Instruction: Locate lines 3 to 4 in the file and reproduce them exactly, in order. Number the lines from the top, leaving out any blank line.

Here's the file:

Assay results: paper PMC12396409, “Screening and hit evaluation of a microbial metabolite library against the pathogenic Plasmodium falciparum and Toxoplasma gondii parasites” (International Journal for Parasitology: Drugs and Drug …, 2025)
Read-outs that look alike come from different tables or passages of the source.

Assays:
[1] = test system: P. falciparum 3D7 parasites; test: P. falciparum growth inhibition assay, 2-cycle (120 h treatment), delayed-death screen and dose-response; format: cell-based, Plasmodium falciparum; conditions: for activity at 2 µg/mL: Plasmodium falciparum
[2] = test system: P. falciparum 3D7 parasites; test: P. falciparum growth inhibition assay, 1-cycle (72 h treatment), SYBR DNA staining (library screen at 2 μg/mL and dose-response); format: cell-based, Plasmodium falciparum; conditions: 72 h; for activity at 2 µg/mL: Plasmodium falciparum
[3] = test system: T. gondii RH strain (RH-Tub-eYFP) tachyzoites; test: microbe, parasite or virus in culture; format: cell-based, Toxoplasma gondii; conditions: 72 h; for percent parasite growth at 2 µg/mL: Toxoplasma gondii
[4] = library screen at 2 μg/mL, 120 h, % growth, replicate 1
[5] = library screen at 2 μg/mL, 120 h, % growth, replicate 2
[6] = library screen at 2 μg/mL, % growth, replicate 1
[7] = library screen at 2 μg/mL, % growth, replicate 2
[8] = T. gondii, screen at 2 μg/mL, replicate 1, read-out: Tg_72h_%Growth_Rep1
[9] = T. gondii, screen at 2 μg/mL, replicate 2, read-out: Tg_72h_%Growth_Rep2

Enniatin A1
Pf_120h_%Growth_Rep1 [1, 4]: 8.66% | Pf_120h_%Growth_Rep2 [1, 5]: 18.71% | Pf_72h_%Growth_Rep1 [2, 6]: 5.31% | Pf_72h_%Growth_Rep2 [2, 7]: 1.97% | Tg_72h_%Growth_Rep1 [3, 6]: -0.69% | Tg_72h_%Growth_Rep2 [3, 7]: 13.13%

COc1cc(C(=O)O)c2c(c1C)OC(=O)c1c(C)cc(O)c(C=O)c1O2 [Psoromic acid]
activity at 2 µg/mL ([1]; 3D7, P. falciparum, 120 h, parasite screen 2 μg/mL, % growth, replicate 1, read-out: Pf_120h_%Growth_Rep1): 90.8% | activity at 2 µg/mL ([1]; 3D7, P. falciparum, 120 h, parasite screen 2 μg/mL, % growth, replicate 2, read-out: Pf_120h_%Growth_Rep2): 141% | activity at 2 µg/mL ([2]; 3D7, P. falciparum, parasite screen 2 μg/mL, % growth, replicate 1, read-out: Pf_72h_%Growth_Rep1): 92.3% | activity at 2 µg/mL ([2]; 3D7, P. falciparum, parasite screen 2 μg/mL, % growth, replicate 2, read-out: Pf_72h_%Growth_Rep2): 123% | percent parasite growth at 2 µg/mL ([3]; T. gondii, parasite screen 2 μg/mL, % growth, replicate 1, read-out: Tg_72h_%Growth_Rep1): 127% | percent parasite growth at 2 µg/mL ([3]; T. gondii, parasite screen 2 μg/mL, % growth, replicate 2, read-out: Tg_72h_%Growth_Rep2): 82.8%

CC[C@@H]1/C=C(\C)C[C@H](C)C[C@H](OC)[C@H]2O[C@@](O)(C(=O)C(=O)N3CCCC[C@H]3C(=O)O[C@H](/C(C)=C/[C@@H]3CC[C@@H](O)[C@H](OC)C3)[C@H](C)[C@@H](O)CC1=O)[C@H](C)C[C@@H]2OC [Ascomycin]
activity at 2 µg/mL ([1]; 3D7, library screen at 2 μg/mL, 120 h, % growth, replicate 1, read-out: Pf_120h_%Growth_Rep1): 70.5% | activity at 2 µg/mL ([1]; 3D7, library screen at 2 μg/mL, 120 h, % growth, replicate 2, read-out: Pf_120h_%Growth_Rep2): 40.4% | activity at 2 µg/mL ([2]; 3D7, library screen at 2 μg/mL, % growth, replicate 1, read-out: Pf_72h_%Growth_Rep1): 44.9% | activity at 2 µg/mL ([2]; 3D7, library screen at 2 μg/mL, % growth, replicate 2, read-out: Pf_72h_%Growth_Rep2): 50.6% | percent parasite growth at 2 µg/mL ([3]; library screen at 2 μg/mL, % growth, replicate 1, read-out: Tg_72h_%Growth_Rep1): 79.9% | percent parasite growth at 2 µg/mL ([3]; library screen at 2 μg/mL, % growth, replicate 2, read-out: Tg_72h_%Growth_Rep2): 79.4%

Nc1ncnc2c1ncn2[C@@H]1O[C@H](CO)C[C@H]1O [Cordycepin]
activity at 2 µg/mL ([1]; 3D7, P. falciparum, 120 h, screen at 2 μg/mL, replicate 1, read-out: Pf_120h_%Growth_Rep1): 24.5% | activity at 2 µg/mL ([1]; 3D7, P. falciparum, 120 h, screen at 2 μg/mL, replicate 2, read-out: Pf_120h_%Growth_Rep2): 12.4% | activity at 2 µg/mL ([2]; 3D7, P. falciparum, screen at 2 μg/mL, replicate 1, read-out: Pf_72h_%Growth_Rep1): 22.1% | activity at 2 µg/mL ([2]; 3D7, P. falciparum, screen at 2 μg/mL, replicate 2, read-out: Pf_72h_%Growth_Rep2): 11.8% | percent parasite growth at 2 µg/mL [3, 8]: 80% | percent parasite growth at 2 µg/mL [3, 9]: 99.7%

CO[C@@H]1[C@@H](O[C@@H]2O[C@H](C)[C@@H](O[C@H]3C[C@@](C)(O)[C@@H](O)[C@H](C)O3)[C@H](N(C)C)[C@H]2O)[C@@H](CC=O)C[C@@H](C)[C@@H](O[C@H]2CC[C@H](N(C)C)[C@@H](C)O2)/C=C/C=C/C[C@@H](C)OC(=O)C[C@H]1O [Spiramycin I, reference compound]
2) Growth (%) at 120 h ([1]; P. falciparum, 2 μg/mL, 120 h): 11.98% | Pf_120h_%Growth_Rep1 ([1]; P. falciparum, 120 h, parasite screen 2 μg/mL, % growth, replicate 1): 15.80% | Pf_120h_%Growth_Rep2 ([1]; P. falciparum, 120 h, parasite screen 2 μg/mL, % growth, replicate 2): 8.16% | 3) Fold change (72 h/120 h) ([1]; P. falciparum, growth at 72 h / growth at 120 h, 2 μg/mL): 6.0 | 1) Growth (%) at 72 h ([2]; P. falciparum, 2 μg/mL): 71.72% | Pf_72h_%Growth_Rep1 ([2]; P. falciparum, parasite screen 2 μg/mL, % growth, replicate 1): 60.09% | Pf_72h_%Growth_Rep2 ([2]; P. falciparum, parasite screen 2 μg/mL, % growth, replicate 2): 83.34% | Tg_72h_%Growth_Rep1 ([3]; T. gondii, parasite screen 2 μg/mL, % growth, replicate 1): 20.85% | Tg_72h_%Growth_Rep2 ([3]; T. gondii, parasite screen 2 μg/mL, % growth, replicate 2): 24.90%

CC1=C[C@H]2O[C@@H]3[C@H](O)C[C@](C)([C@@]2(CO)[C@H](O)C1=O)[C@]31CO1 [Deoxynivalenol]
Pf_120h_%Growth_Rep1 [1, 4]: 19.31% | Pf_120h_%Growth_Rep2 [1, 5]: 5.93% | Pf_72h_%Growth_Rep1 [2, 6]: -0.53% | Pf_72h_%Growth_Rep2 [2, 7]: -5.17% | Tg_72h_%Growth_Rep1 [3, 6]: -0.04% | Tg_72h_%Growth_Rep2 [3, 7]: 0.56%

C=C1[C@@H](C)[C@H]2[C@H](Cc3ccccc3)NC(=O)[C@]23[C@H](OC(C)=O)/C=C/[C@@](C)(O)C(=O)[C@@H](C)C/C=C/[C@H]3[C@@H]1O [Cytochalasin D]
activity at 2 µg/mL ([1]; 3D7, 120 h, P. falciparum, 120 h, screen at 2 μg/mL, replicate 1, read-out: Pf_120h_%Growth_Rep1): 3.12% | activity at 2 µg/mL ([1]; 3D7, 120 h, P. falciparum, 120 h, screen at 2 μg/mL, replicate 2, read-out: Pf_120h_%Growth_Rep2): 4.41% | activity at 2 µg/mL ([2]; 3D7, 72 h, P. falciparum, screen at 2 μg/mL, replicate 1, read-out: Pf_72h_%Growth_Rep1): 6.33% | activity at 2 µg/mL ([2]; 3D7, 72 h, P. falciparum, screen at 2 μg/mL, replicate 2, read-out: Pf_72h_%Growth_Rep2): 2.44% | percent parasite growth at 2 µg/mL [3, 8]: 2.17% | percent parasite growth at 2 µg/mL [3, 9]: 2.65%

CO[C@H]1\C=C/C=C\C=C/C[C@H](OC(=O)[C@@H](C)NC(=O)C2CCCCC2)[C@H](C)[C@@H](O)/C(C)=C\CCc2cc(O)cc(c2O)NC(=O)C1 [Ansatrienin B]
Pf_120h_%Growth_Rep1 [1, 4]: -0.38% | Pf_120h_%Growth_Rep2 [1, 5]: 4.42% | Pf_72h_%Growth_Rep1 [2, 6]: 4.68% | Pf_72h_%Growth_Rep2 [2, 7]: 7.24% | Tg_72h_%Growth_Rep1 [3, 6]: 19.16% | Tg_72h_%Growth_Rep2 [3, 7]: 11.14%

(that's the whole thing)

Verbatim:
Assays:
[1] = test system: P. falciparum 3D7 parasites; test: P. falciparum growth inhibition assay, 2-cycle (120 h treatment), delayed-death screen and dose-response; format: cell-based, Plasmodium falciparum; conditions: for activity at 2 µg/mL: Plasmodium falciparum